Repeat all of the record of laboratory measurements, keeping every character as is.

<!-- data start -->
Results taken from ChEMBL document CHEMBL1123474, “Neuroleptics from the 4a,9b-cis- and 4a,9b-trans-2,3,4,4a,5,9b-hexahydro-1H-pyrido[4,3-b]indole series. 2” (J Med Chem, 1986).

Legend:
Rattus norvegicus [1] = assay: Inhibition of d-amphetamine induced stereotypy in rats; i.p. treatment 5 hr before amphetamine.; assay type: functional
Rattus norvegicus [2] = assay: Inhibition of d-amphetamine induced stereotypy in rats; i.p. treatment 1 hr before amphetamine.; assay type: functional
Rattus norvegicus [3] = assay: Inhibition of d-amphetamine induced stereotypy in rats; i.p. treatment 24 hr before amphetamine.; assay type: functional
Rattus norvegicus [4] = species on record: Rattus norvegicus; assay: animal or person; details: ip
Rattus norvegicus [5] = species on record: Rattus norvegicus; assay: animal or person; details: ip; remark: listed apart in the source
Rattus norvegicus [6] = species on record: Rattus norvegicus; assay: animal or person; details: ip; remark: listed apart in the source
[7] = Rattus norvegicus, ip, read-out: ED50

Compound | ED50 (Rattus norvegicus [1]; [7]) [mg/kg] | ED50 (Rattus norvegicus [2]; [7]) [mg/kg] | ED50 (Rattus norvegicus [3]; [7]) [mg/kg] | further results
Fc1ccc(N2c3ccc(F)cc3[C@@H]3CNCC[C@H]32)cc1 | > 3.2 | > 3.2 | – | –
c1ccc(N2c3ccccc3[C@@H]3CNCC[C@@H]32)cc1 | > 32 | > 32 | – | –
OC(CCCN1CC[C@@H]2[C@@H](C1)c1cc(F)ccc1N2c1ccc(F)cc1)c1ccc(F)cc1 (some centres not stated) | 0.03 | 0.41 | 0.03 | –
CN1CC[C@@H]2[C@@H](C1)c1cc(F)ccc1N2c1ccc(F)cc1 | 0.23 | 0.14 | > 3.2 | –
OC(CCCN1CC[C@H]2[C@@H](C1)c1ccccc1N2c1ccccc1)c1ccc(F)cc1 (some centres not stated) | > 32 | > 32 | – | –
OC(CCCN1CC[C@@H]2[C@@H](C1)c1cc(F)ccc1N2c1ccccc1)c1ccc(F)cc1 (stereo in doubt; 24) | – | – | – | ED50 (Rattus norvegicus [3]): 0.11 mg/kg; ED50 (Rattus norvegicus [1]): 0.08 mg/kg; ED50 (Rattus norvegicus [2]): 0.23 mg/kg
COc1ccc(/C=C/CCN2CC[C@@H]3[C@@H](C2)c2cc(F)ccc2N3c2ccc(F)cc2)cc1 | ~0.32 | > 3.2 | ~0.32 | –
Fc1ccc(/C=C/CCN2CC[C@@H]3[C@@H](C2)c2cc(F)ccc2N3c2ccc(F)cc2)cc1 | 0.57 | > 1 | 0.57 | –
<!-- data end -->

Results taken from ChEMBL document CHEMBL1123474, “Neuroleptics from the 4a,9b-cis- and 4a,9b-trans-2,3,4,4a,5,9b-hexahydro-1H-pyrido[4,3-b]indole series. 2” (J Med Chem, 1986).

Legend:
Rattus norvegicus [1] = assay: Inhibition of d-amphetamine induced stereotypy in rats; i.p. treatment 5 hr before amphetamine.; assay type: functional
Rattus norvegicus [2] = assay: Inhibition of d-amphetamine induced stereotypy in rats; i.p. treatment 1 hr before amphetamine.; assay type: functional
Rattus norvegicus [3] = assay: Inhibition of d-amphetamine induced stereotypy in rats; i.p. treatment 24 hr before amphetamine.; assay type: functional
Rattus norvegicus [4] = species on record: Rattus norvegicus; assay: animal or person; details: ip
Rattus norvegicus [5] = species on record: Rattus norvegicus; assay: animal or person; details: ip; remark: listed apart in the source
Rattus norvegicus [6] = species on record: Rattus norvegicus; assay: animal or person; details: ip; remark: listed apart in the source
[7] = Rattus norvegicus, ip, read-out: ED50

Compound | ED50 (Rattus norvegicus [1]; [7]) [mg/kg] | ED50 (Rattus norvegicus [2]; [7]) [mg/kg] | ED50 (Rattus norvegicus [3]; [7]) [mg/kg] | further results
Fc1ccc(N2c3ccc(F)cc3[C@@H]3CNCC[C@H]32)cc1 | > 3.2 | > 3.2 | – | –
c1ccc(N2c3ccccc3[C@@H]3CNCC[C@@H]32)cc1 | > 32 | > 32 | – | –
OC(CCCN1CC[C@@H]2[C@@H](C1)c1cc(F)ccc1N2c1ccc(F)cc1)c1ccc(F)cc1 (some centres not stated) | 0.03 | 0.41 | 0.03 | –
CN1CC[C@@H]2[C@@H](C1)c1cc(F)ccc1N2c1ccc(F)cc1 | 0.23 | 0.14 | > 3.2 | –
OC(CCCN1CC[C@H]2[C@@H](C1)c1ccccc1N2c1ccccc1)c1ccc(F)cc1 (some centres not stated) | > 32 | > 32 | – | –
OC(CCCN1CC[C@@H]2[C@@H](C1)c1cc(F)ccc1N2c1ccccc1)c1ccc(F)cc1 (stereo in doubt; 24) | – | – | – | ED50 (Rattus norvegicus [3]): 0.11 mg/kg; ED50 (Rattus norvegicus [1]): 0.08 mg/kg; ED50 (Rattus norvegicus [2]): 0.23 mg/kg
COc1ccc(/C=C/CCN2CC[C@@H]3[C@@H](C2)c2cc(F)ccc2N3c2ccc(F)cc2)cc1 | ~0.32 | > 3.2 | ~0.32 | –
Fc1ccc(/C=C/CCN2CC[C@@H]3[C@@H](C2)c2cc(F)ccc2N3c2ccc(F)cc2)cc1 | 0.57 | > 1 | 0.57 | –